Combining Ted Talks with IELTS: A Guide
English study has become ever more critical for students over the last few decades. The stakes have never been higher and the costs hardly seem to be on a steady decline. The average students spend countless hours studying, so the need to create lessons that are not only functional but also engaging is becoming ever more important. Having taught IELTS for a number of years I have first-hand experience of the anguish and sheer terror that this exam brings. Over the years I have tried to incorporate a number of engaging activities to the classroom to better provide an all-around learning experience. Some students take to these quite well while others view IELTS as a game with secret pass-phrases and techniques that bypass the main point of the test.
The writing test, while arduous for many students, is a near facsimile of exercises that students complete during their secondary education. Understanding how to answer questions and determining the context it is set in is also part of life at work. Middle managers and heads of departments are constantly writing policies and committing to training for staff, all of which needs justification and explanation. In this way, the IELTS exam, especially the writing section, is a fair way to induct students into a non-colloquial English speaking community.
The accident of using TED Talk with IELTS
To deal with these issues and to prepare students for more formal speaking forms, I often use TED Talks and video snippets to maximise learning. Part of the issue with IELTS writing task 2 is that students do not know enough about the topic to give a cohesive answer. The times I have taught task 2 I often find myself explaining the subject of the question first before tackling the question itself. I mainly did this by getting them to watch a TED Talk and then arranging a debate or group discussion exercise (with the right vocab) to stimulate ideas and solutions to problems.
There is evidence to say that a properly taught topic can lead to better learning outcomes. This study Teaching IELTS Writing Module through English Debate: A Case Study in Thailand kept at Springer Journals, highlights the learning outcomes of students who do follow through on the subject matter prior to going through the writing section. Asking students to submit an essay which is essentially a piece on critical thought is difficult. Time and discussions are needed to better have students adapt to becoming critically minded.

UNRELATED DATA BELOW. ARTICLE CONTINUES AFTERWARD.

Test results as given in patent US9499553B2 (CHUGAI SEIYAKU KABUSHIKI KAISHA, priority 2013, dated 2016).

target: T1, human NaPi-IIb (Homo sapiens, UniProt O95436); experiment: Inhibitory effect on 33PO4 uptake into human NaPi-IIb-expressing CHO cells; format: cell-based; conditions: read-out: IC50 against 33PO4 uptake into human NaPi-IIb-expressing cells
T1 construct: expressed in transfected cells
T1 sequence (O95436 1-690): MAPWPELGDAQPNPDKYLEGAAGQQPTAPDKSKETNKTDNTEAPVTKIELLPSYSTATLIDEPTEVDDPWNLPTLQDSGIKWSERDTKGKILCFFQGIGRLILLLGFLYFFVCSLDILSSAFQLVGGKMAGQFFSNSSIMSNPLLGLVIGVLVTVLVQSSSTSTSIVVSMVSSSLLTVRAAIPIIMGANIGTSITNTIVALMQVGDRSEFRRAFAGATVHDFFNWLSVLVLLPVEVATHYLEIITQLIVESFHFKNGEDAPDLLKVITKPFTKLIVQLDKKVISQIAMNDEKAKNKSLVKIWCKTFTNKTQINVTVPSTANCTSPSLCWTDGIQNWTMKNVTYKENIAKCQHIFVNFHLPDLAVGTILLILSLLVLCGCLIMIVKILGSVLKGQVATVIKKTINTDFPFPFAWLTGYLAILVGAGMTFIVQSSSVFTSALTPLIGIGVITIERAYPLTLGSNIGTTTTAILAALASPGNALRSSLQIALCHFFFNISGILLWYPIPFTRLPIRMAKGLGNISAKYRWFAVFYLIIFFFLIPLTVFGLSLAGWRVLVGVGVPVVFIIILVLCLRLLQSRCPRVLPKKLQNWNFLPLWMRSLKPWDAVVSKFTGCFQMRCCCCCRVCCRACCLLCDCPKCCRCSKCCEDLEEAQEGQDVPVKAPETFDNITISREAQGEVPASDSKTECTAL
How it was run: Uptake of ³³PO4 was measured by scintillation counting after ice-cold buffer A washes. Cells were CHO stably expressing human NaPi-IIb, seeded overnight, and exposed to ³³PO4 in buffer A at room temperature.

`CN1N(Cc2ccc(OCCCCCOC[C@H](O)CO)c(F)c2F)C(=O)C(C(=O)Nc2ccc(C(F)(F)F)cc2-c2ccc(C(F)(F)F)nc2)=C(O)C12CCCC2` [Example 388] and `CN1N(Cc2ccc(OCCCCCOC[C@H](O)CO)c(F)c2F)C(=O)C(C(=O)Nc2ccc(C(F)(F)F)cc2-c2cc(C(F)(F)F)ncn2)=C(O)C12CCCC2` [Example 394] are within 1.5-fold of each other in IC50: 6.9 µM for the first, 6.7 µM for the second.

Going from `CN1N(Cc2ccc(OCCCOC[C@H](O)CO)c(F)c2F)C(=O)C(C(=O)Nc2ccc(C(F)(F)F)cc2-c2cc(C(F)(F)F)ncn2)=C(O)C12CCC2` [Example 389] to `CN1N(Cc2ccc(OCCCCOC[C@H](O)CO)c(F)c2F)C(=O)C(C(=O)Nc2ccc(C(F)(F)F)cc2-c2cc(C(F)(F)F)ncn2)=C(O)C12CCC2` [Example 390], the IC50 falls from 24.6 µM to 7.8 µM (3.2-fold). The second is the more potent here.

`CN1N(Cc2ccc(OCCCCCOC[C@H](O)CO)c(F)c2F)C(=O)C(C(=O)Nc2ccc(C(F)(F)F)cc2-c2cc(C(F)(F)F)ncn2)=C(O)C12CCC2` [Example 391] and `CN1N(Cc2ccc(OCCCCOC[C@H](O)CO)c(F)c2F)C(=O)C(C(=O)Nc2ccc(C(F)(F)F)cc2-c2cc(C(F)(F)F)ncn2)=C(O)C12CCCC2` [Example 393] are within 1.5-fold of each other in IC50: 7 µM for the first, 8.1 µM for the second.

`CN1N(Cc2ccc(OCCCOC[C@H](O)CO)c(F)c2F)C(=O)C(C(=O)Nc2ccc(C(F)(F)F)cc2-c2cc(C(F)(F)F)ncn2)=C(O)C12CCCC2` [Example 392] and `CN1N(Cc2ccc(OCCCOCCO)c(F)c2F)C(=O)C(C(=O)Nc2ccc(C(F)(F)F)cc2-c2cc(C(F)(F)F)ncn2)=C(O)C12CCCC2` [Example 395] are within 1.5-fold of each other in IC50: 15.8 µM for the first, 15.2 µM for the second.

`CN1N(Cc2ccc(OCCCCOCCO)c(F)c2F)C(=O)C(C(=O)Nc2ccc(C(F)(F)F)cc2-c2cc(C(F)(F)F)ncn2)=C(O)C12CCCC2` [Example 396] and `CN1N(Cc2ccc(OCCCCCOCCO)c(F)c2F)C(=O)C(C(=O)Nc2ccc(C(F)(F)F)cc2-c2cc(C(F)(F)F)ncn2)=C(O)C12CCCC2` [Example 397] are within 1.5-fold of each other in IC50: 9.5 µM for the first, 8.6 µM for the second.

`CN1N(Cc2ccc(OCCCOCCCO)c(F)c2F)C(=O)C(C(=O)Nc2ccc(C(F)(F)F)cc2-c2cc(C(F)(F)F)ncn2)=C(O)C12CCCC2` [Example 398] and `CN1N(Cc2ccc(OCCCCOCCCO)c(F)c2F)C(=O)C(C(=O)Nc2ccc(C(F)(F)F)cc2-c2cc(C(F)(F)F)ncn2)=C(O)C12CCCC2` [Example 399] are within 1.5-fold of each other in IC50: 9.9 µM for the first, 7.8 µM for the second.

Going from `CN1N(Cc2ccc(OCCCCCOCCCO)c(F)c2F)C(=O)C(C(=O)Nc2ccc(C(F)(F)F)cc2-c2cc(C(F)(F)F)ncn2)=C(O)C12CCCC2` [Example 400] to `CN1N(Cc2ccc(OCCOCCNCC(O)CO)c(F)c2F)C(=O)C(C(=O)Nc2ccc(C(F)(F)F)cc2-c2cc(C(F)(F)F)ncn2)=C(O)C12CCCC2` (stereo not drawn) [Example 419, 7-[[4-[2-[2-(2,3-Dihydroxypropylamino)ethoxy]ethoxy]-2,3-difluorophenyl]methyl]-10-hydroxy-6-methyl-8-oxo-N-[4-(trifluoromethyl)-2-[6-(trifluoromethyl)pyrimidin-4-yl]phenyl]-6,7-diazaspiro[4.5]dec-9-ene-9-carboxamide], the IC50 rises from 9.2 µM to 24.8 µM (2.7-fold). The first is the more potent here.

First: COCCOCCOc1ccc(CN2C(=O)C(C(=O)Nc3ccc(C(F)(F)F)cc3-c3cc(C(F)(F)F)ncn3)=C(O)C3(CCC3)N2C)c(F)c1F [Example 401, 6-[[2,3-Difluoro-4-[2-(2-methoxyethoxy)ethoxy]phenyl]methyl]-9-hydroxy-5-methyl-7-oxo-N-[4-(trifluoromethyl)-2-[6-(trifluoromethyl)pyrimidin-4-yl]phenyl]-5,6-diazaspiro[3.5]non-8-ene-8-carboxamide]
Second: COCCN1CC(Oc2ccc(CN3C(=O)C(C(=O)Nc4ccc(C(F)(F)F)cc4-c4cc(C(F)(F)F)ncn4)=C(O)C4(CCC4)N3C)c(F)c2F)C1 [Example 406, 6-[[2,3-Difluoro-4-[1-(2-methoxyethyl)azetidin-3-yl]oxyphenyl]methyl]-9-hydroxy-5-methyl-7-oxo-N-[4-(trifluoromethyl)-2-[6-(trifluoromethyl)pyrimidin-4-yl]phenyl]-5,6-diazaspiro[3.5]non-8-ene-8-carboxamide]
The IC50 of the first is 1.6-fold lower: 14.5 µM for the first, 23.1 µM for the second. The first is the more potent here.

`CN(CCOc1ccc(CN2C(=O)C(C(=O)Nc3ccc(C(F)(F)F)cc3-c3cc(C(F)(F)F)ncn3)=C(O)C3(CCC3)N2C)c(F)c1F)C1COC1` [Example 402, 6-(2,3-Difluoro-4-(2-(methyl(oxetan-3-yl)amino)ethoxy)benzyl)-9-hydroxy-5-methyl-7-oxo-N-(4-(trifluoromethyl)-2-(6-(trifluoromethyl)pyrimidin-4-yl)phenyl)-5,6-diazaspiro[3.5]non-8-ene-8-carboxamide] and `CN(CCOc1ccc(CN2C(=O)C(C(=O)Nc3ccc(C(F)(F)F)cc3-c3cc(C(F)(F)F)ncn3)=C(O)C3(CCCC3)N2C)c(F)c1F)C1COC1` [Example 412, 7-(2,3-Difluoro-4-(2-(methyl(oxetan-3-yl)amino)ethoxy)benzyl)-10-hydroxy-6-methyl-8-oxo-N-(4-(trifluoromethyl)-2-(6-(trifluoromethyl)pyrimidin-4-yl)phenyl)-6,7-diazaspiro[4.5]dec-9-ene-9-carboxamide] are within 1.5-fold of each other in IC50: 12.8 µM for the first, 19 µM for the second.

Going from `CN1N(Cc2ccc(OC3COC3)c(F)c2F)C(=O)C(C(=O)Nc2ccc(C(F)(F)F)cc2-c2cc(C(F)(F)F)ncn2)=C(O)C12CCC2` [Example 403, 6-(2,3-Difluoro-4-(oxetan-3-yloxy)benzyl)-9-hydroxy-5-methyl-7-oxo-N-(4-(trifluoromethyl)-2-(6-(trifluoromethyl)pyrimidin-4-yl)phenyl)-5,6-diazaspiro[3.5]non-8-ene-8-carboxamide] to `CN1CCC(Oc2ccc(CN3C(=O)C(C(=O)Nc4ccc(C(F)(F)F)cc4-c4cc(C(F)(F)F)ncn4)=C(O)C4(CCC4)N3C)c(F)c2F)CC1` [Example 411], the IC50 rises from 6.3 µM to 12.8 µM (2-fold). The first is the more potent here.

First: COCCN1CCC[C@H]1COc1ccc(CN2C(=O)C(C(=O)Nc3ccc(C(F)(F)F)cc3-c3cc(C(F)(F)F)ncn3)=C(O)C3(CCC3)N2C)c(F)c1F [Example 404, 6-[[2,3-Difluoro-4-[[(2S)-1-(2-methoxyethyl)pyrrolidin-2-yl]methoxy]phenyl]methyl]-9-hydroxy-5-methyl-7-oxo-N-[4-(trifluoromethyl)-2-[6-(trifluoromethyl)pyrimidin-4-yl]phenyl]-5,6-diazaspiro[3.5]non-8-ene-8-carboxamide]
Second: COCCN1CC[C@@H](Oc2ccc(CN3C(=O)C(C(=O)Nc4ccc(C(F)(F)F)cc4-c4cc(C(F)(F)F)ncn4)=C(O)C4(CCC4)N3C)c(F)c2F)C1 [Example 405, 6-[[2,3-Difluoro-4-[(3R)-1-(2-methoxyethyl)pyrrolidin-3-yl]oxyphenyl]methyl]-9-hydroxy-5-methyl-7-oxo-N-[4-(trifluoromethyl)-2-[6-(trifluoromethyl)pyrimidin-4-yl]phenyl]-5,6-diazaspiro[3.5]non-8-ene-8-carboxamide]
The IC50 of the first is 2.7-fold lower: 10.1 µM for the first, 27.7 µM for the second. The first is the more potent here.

A quick guide to using TED with IELTS study
Below are some tips and tricks to getting your students more involved with the subject and how to teach them
- Warmer questions that are open-ended. If you’re teaching an IELTS writing question that is based on city living or an ageing population for instance, then having a list of questions that are related to the subject is great for getting them thinking about the subject matter. You can supplement the content with newspaper articles. If you don’t have time to do these, then just asking open questions to students and working through possible answers together is a step in the right direction.
- Comprehension questions for the TED video. I’ve seen many teachers just play a video and not have an outcome afterwards. There is little motivation or need to pay attention once the play button is pressed. Having a measurable activity after the video is key. It could be comprehension questions like, “what does the speaker think of rural life?”, or it could be true or false questions like “she believes city living is just stressful”. It’s also possible to use a gap fill that are questions themselves.
- Vocab picking. If your class are motivated then using a reverse dictionary tactic is also great. Have a set of questions that are a definition of words and the students watch the video to find the words themselves. For instance, “an area that is outside the city and is a synonym to the countryside”. Students try to deduce the word through the presentation.
- Nuance in vocab. The TED presentation can be used to decide between a set of words. For example, the presenter may say “Bitcoin is the inevitable future”. Students can be given a set of questions where the word “inevitable” is compared with “definite”, “absolute” and etc. Then have students compare meanings.
- Listing points for essay planning. The TED video can be used to list; opinions, pros and cons, problems and solutions and more. Having students listen and simply list them gets them to think critically. It’s also something they can debate afterwards.
I’m sure there are many other activities but these are the few that I employ. If you are keen to try this approach then I recommend checking out my TED Talk with IELTS writing lesson plan (refers to innovation in housing), which can be downloaded for free.